Seth Godin makes an interesting point in “The problem with prototypes”, when he says “your prototype has to be better than the finished product is going to be.” This is something we come across quite often in our work, when we send in proposals and do a “quick” prototype of the final solution. And we seem to make exactly the same assumptions that Seth suggests we should not. “This is just the concept, so a quick scribble is enough.” “Let’s do some rough designs; we can refine them later.” May be that’s not such a smart idea after all. A good idea badly represented may not be too different from a bad idea.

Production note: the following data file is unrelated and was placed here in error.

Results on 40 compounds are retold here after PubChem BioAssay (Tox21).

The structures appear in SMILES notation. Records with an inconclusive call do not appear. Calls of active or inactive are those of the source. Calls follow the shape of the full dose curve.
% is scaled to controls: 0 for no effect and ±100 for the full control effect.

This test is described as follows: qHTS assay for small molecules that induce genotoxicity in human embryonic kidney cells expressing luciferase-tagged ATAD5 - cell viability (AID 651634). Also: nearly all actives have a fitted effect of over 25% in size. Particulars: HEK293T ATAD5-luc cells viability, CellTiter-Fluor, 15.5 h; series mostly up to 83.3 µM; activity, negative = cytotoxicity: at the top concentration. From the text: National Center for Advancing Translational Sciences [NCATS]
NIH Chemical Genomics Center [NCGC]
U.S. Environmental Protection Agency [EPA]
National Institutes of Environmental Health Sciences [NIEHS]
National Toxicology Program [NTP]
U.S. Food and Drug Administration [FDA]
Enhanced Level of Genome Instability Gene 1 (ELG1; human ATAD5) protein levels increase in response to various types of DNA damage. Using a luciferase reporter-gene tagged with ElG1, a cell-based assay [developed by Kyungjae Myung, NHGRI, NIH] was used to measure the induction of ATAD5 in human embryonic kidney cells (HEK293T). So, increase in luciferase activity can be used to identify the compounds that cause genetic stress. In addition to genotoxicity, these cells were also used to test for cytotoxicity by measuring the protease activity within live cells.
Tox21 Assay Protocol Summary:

Of course, it’s tempting to argue that one may not have the time and resources to do a “better than final” prototype. But then, may be that’s a question of scope. May be we should pick up a smaller unit of learning and prototype it better.
As I write this, it strikes me that in advertising, the layouts and designs we make for business pitches are probably far superior to what finally comes out in the media.
Tailpiece: Quite often, the advertisements for a product are better than the product itself; so, if we go by Seth’s views, is the advertisement a prototype for the real product?
(Geetha Krishnan heads Instructional Design at Tata Interactive Systems)